Riverton will not say how much it paid for the Blairton lease, but soon after, it began charging residents monthly rents, ranging from $19 to $43, for their lots. In 1985, it stopped quarrying operations.

Then in 1995, Riverton wrote the residents that it was "no longer willing to assume the risk" of supplying water "after consideration of the potential liability exposure and operating expenses." After "a reasonable transition period," it intended to discontinue "this courtesy water supply."

Barred from drilling their own wells by local health authorities and feeling stonewalled by Riverton, the residents filed their lawsuit. It argues that the subleases Riverton took over from Jones & Laughlin implicitly give the homeowners a legal right to permanent easements for all essential services, including water.

As local resentment grew, Riverton issued a statement in April saying it had spent more than $380,000 since 1976 to run the water system "from which it derives no benefit whatever." The company has "no hidden agenda," it said, and "the fear of imminent loss of their homes, expressed by some of the residents, simply has no factual basis."

Riverton also noted that the residents, who knew when they bought their homes that their subleases could be terminated with 30 days' notice, had "not paid real estate taxes for 44 years."

"We don't want to be in the water business," Riverton's Jolly said. "And it's not something we feel we should continue to do."

Reminded that Jones & Laughlin had given long-term easements for utilities like electricity, Jolly replied: "I don't know what other companies have done. I only know what we have done. . . . I have not said we cannot give a short-term easement. . . . That's a matter for the attorneys."

Asked if there is limestone under the village that the company wants to mine, Jolly replied, "We have stated that we have no plans to do that. Nothing in the foreseeble future." But, he added, "We have paid for that right. We're not ruling it out."

West Virginia state Del. Larry V. Faircloth (R-Berkeley), who has rallied to Blairton's cause, said he has found government funds to hook Blairton to the public water system, but the project needs an easement of "at least 15 to 20 years" to make it financially worthwhile.

"The question in the back of my mind is, 'Is Riverton dealing with us in good faith? Or do they have some other plan?' " Faircloth asked. "They just need to come to the table and deal with these people as it relates to their drinking water, unless it's their interest to force them off the land."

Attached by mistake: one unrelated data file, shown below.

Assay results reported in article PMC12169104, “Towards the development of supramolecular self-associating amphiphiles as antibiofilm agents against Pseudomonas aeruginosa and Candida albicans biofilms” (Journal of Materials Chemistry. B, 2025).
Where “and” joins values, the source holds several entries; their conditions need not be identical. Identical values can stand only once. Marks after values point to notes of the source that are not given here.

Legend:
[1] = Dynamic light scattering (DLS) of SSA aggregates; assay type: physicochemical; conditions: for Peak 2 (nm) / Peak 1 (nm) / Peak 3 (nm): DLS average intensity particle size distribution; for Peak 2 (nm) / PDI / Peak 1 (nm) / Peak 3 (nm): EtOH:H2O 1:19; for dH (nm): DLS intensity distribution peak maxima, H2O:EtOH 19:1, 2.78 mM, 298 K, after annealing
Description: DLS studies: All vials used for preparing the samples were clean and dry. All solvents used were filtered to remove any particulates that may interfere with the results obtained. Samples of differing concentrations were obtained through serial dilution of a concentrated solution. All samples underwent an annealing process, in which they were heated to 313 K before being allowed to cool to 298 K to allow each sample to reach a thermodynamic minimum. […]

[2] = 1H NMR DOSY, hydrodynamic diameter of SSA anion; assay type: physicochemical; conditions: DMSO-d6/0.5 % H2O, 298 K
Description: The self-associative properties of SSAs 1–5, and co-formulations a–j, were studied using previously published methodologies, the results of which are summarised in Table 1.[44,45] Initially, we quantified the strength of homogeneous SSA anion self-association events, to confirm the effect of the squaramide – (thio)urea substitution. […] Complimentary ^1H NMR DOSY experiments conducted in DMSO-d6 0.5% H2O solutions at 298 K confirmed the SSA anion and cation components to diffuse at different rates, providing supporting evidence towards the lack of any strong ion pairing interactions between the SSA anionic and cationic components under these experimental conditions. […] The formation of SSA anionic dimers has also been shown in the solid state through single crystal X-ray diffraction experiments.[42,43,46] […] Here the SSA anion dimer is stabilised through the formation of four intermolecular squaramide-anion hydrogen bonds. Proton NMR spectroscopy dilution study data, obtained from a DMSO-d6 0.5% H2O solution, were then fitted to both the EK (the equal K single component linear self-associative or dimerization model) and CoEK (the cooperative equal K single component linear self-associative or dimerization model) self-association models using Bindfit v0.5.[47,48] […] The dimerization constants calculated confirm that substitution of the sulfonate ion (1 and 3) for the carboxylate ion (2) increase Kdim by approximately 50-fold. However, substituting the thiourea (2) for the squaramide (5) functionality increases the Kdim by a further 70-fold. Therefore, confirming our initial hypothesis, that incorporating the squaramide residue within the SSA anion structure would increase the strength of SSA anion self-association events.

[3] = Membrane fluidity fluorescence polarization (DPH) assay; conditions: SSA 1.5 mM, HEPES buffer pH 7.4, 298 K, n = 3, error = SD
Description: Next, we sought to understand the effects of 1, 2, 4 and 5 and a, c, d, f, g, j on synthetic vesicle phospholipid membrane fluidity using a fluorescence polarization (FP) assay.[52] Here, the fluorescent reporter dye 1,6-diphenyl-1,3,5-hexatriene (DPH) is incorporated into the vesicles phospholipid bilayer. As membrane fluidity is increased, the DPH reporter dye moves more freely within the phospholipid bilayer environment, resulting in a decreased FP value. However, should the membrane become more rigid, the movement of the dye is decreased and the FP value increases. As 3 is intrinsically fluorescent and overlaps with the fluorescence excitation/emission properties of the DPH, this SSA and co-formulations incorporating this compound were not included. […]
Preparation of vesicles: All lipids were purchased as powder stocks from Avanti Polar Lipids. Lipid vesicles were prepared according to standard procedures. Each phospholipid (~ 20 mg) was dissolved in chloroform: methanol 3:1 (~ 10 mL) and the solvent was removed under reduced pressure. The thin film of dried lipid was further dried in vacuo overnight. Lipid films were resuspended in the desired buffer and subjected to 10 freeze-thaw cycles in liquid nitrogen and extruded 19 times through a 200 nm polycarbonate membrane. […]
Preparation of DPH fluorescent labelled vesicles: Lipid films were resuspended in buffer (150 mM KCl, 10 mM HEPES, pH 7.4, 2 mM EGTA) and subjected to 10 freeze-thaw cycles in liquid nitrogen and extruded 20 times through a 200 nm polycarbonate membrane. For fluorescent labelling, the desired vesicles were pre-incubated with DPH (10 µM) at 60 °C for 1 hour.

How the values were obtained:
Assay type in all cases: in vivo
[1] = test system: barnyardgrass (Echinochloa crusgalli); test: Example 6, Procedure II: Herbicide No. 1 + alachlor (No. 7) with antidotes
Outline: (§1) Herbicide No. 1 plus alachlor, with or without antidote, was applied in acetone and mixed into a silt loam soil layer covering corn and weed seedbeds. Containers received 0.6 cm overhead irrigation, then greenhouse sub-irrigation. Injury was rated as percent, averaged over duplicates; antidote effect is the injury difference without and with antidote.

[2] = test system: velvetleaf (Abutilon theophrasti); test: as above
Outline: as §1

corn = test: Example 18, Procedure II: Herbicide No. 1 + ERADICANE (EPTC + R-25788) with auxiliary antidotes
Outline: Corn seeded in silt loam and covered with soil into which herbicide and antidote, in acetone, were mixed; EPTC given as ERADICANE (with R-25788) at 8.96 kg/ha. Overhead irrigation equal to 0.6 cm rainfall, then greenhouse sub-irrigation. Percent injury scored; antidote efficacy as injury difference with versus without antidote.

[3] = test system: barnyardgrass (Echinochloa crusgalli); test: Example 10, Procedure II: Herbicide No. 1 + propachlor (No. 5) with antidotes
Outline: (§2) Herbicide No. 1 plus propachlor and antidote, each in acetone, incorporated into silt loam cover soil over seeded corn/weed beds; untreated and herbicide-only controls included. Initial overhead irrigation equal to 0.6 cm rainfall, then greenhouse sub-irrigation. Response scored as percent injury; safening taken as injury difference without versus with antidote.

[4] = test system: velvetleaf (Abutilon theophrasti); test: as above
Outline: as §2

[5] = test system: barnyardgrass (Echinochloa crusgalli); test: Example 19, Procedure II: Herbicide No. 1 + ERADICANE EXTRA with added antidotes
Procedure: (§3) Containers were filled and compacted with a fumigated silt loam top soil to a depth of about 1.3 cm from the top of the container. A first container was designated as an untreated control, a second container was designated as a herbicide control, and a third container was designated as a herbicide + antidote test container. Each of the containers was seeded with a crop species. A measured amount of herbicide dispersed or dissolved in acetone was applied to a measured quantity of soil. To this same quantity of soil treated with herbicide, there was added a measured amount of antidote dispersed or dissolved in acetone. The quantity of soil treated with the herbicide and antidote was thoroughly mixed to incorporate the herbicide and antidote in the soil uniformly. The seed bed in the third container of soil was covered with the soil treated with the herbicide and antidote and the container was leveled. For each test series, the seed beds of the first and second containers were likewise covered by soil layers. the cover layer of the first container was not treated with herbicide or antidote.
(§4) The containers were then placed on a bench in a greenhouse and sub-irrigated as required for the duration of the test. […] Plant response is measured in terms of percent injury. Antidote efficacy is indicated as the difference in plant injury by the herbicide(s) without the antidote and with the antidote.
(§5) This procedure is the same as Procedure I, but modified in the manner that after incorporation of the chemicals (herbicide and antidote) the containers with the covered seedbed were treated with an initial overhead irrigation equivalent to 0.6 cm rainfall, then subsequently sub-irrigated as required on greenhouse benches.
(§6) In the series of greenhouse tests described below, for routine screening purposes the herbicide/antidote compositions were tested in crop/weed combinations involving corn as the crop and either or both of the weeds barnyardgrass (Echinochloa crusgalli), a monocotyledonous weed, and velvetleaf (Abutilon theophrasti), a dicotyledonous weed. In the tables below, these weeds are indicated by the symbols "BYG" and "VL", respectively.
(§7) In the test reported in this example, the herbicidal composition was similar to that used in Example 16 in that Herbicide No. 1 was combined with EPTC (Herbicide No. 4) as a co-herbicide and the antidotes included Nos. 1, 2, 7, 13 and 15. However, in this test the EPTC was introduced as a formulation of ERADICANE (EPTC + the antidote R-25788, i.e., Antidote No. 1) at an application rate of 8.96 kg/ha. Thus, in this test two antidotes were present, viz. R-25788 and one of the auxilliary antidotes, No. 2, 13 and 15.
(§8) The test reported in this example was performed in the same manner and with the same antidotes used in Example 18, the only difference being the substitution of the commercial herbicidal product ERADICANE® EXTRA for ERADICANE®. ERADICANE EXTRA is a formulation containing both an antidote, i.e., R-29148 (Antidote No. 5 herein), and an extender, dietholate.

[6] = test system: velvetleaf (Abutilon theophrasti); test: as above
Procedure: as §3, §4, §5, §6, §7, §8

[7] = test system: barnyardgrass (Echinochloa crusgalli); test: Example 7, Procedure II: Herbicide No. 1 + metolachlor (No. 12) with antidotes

Suspicions that Riverton wants Blairton evacuated increased in February when the company, after a 14-year hiatus, restarted operations at the quarry, using portable crushers on piles of limestone mined years ago. Crushed limestone is used in asphalt and sewage pipe tunnels, both in demand in today's booming economy.

"When it's all said and done, there won't be a home in this village," said John F. Hoover, 61, who grew up in his Blairton home. "You're going to have a quarry hole. That's it."

All the parties' lawyers will meet tomorrow at Berkeley County Circuit Court for their next mediation session.

Among those present will be Albert G. Van Metre. "Our interest as landlord is only with the Riverton Corporation," and the dispute is "not an issue that we are responsible for," said his spokesman, Laurence E. Bensignor. "We hope Riverton Corporation and the Blairton residents work out an amicable agreement."

Officials of the United Methodist Church also will be watching the mediation. Church spokesman Dean Snyder said Washington-based Bishop Felton Edwin May regards Blairton "as a justice issue" and had asked church lawyers to assist its residents.

Now a Suburb

Today, Blairton is more a suburb of Martinsburg than a company town. And it presents a mixed picture. Some homes are attractive, with well-kept lawns and petunia-festooned porches. Others are badly in need of repair. The onetime community hall is blackened with smoke from a fire; the company store is long-shuttered and the roads are somewhat run down.

About 60 percent of Blairton residents are descendents of onetime company employees, or related to them. Several are senior citizens--the oldest is 92. Three mentally disabled adults live in a group home.

All day long, trains rumble past, blasting their whistles. But in quieter moments, the leafy community hears honking geese, hooting owls and the song of whippoorwills.

The women of Blairton have stitched two quilts for a raffle to help defray their legal costs--now $15,000 and escalating.

"We feel the water was a threat" designed to get people to move, Greenfield said. "That didn't happen. The Blairton community rallied. Hell or high water, we're not leaving."

In the village's church sanctuary, a small indicator of Blairton's stability hangs on the front wall. A wooden board announces that 85 people attended Sunday services on June 20, 1999, and gave a total offering of $1,512.

Exactly a year earlier, 81 people had attended services.

Staff researcher Bobbye Pratt contributed to this report.